May 26, 2010 | Keflavik, Iceland
May 26, 2010

It was shortly after high school when I first felt replaceable.

I went to a small and fancy boarding school in Western Massachusetts, nestled between mountains and corn fields on the bank of a river that twisted through a valley filled with farms and maple sugar buckets. It was the kind of place that made you feel special.

They had a thing they called "In Loco Parentis," Latin for, "in place of parents." That's what the teachers were supposed to be for us. You had class with them, ate meals with them, played sports with them, said goodnight to them, and after four years you were pretty sure they loved you like they loved their kids — and that they'd be despondent once you left for college.

You never thought there might have been others before you, or that there might be others after you, but once you were out of there you realized there were and there will be, and then you didn't feel so special — just replaceable and lonely.

Now I feel this way every time I see kids. The younger they are, the more I feel it, and the more I ask myself what have I made of my life and what kind of man have I become, now that I've had all this time. I see kids and I think how much more time they have than I do, and I think about all they can do with that time, and how soon they'll sweep me away. Then I shake it off by sneering at how little they know, and I go away walking faster, leaning into the wind and dreaming about what I'll do next.

My math teacher in high school used to say that every great teacher should hope that her best students will one day destroy her, but I guess I never wanted to be that kind of teacher, or at least not yet.

I remember one time when I was a boy I asked my Mom what clouds were made of. She said she didn't know, exactly, and how that would be a good question for my science teacher. I remember being astonished then that anyone could grow up to be as old and wise as my Mom (who was then about as old and wise as I am now) without knowing exactly what a cloud was. Surely life would teach you this and so many other similar things!

Now that I am more or less the age my Mom was then, I understand there are many things you never end up learning, just because your own particular life doesn't end up flowing that particular way. It's not that you're stupid; it's just the way things go.

In eighth grade I had a class called General Knowledge, and it was the best class I ever had anywhere at any age. It was basically a grab bag of things that people should know, but things that people often never end up learning — like what to call a group of crows (a murder), how to remember the difference between principles and principals (principals are your pals), and what, exactly, clouds are made of (water vapor).

The class was a crash course in things that are usually picked up slowly and by accident, like lost coins, over the course of your life. This class was so memorable because it was so little like school, and so much like life. School is basically a way of keeping people occupied — a theatrical set piece designed to take up time and spit out consenting consumers.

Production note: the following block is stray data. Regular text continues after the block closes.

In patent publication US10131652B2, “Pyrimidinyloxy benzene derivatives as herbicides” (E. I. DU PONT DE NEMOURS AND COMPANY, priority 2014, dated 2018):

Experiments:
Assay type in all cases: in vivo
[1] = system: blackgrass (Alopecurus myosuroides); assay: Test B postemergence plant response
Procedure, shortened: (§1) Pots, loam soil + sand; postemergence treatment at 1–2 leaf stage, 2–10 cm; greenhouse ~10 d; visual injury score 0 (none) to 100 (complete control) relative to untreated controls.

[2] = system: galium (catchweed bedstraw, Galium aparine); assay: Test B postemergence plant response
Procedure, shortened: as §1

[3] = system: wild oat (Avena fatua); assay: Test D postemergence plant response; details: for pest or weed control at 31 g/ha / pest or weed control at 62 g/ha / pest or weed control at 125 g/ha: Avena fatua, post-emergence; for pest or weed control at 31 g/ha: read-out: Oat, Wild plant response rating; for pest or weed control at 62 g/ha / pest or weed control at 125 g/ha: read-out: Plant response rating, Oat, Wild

Any adult knows that what he really knows he did not learn in school. The gradual accumulation of experience is really how we learn. But unlike school, life is unpredictable, so it would be dangerous to leave the teaching of life to life. Just think how much would get left out of the curriculum, and how hard it would be to standardize tests!

When you're walking the streets looking for coins, you never know what you're going to find, and it is the same with us. We each stumble into different situations, and this blundering serendipity is really what shapes us. Some of us stumble into understanding map projections, others into how to drive a stick-shift car, others into clouds, but you can never pick up all the coins.

An old girlfriend of mine said she knew our relationship would never last once she saw my obsession with understanding things instead of chilling out and accepting things or, as she put it — "surrendering to the emptiness of life."

I am constantly torn between the heroes of the east — who are heroes for their ability to see things as they really are — and the heroes of the west — who are heroes for their ability to see things that are not but that should be, and then to build them. One is mainly about accepting, the other is mainly about rejecting and creating. Being from the U.S., it is natural for me to have the second kind of heroes, even as I see the wisdom of the first. But whenever I try to behave like an eastern hero, it always feels like posing, wasting time, or giving up.

Maybe giving up the struggle and learning to float along is the only wise thing. But at my age I can't quite accept that, because I am too busy picking up coins and staring into clouds to see what I can make of them.